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Why You Must Lean Into Hard Things

Incline your body, crouch down, put one foot in front of the other.

By Aaron PacePublished 5 months ago 5 min read
Why You Must Lean Into Hard Things
Photo by Clark Tibbs on Unsplash

Standing at 13,528 feet, King's Peak is the tallest mountain in Utah. It's a baby compared to so many others, but makes for a formidable opponent if you try to hike it in a single day.

It was cliché a long time ago equating hard things with climbing mountains. There are lots of things that are actually quite a bit harder. Undoubtedly a person battling aggressive cancer would take climbing a tall mountain over their battle any day of the week and twice on Wednesdays.


On a still, Thursday morning about four years ago, I arrived back in Utah after working at sea level for a couple of weeks. Fun fact: the body acclimates to sea level-living very quickly but takes weeks to get used to living at higher elevations.

The following day, a Friday, I left in the late afternoon with two friends to tackle King's Peak in a day. To climb the peak in a day, you camp in the parking lot (which sits at about 8,500 feet) and wake up at 3:00 am, put on your jacket, grab your light, and hit the trail.

The round trip - depending on the trail - is around 28 miles. Even walking on flat ground, that's a lot of miles to cover in a day. So when the ground's even enough and the ascent not too difficult, you jog.

About 1,500 feet down from the peak is a beautiful spot known as Anderson Pass. I had never experienced altitude sickness before until we reached the pass. I've never had a hangover but people describe altitude sickness as similar to a bad hangover: headache, nausea, dizziness, brain fog. I had them all in spades.

We pushed through to the top where I struggled to eat some food and rest a moment, taking in the beauty and stillness of our surroundings. There were very few hikers on the peak that morning.

To get back to our vehicles and home before it got too late, we couldn't linger for very long. It was a difficult struggle but after dropping below 10,000 feet, I started feeling better fairly quickly. A nap at Elkhorn crossing did wonders to revive me. We arrived back at our cars at around 6:30 pm, victorious.

Without question, it was the most physically demanding thing I've ever done in a single day. Even though I had been running upwards of 50 miles every week to prepare myself, my legs and back were sore for days after the grueling amount of time we spent leaning into the climb.


What does it mean to lean into something?

By the 1950s, the phrase "lean in" had made a couple of notable appearances, mostly related to business and sports. The literal idea meant to shift your weight forward as a means of balance in a number of sports contexts. It's also a fair description of how you climb a steep mountain or long staircase; you lean forward to make sure you don't topple backward.

Sheryl Sandberg's Lean In: Women, Work, and the Will to Lead popularized the phrase. Motoko Rich pointed out that the phrase could "be almost anything"; that its highly interchangeable nature made it easy for it to catch on.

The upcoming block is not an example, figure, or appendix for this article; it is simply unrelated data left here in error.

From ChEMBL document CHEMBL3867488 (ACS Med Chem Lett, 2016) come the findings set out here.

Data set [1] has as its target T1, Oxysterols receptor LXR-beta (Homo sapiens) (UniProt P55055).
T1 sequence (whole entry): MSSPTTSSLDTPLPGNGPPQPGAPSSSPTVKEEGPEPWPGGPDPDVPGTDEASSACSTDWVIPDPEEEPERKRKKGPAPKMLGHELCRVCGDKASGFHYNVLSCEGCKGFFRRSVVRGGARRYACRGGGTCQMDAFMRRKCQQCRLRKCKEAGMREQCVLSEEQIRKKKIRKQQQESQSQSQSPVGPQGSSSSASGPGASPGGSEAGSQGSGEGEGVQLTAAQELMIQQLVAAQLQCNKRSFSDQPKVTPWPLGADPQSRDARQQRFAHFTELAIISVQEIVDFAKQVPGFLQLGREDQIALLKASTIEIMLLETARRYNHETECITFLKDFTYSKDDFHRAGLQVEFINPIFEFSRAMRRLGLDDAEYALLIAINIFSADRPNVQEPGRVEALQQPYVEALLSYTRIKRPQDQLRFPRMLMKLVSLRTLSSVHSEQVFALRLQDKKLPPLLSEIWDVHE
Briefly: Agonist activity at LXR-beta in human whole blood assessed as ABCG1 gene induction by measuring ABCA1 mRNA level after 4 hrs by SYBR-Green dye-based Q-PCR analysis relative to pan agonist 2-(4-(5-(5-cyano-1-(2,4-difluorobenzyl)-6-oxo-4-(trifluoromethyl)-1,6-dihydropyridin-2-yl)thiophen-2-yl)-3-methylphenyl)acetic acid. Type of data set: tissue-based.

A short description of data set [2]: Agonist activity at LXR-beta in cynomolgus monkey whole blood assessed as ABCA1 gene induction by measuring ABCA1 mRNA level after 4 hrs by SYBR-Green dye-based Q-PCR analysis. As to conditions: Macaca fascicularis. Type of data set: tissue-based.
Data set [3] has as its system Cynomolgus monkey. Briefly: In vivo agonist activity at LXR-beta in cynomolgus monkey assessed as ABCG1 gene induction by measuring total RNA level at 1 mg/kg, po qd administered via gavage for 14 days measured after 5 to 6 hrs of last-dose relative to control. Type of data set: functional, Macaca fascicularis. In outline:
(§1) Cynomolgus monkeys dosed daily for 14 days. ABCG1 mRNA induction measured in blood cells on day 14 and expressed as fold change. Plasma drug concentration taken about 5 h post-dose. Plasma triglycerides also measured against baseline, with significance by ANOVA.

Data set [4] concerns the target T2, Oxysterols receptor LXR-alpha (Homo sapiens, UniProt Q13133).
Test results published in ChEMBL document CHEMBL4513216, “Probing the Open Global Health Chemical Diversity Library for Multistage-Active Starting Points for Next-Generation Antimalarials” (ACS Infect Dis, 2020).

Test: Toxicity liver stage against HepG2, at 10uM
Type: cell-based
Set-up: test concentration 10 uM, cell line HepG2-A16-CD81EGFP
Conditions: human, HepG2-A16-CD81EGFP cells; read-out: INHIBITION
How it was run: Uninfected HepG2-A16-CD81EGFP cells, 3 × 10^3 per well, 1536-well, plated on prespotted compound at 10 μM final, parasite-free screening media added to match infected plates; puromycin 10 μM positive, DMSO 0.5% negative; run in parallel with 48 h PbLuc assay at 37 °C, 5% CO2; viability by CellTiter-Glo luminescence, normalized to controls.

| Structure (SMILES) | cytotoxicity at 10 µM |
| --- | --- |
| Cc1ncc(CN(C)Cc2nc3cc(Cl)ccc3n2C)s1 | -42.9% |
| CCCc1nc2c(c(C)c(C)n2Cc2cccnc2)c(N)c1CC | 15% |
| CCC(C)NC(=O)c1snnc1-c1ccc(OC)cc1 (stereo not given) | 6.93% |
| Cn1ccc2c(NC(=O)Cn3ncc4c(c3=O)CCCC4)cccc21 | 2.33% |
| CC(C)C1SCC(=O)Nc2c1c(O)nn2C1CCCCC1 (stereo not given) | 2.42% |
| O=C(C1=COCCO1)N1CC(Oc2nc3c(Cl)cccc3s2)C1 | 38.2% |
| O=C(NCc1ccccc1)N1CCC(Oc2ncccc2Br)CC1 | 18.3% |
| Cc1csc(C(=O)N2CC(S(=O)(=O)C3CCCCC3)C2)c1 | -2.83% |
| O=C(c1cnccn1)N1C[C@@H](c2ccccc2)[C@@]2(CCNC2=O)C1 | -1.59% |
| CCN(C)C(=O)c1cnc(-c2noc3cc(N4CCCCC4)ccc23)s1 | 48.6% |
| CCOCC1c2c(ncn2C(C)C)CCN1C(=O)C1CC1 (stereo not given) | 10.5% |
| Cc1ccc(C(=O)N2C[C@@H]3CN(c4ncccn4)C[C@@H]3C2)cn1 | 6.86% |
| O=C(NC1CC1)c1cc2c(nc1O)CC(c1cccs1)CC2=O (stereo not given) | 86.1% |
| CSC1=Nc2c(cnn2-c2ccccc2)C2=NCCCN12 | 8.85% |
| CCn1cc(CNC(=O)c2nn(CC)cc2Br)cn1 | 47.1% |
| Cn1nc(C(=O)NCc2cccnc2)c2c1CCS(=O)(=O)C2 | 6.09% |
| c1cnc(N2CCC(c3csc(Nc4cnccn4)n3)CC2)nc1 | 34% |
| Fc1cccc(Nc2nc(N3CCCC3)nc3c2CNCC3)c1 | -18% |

Very quickly, it became associated with a toxic "work at all costs to get ahead" kind of mentality; a way to shame women in the workforce or as Katie J.M. Baker pointed out, it could be used to make "inane non sequiturs about ladythings."

Let's dial back the negativity for a moment and look at the phrase from the context of the positioning of your body to walk head-long into a strong wind (or climb a mountain). If you've ever visited Chicago in October, you know the kind of wind I'm talking about.

Walking into that kind of wind can't be done erect. You have to lean forward, crouch down a bit, and labor to put one foot in front of the other.

Whether you're tackling challenges of a physical, mental, spiritual, or emotional nature, the principle is the same: Success requires leaning into the challenge.

To be fair, there are times when you simply seek shelter. There are some problems in life that you can run away from and ignore until they go away. You have to, at times, deal with "toxic" personalities that way; ignore it long enough. . .

Other times, you have to press into the problem, head on, only stopping to rest when it's too hard to move. Inevitably, however, you'll have to stand up again and continue forward.

Emily Weiss made this statement about doing leaning in:

The single guiding principle that I try to follow, assuming blindly that the rest will fall into place, is to operate squarely in the present. I think it's one of the most difficult things for anyone to do.

While dealing with certain challenges make it impossible to assume "blindly that the rest will fall into place", the second part of that phrase is key: "to operate squarely in the present"; to continue tackling the issues as the arise, one at a time, without trying to eat the proverbial elephant all at once.

There are a number of things you can do to train your brain to do hard things. Fundamentally, however, the best way to learn is just to do hard things. Where possible, break them down into manageable chunks then go to work, whatever that work looks like.

And while you're learning and overcoming, keep this in mind:

Whatever the challenge, just do your best. Some days you may feel like you've failed. On days like those, allow yourself some grace, and get back to work tomorrow. Success isn't in the destination, but in the journey.


Thanks for reading!

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About the Creator

Aaron Pace

Married to my best friend. Father to five exuberant children. Fledgling entrepreneur. Writer. Software developer. Inventory management expert.

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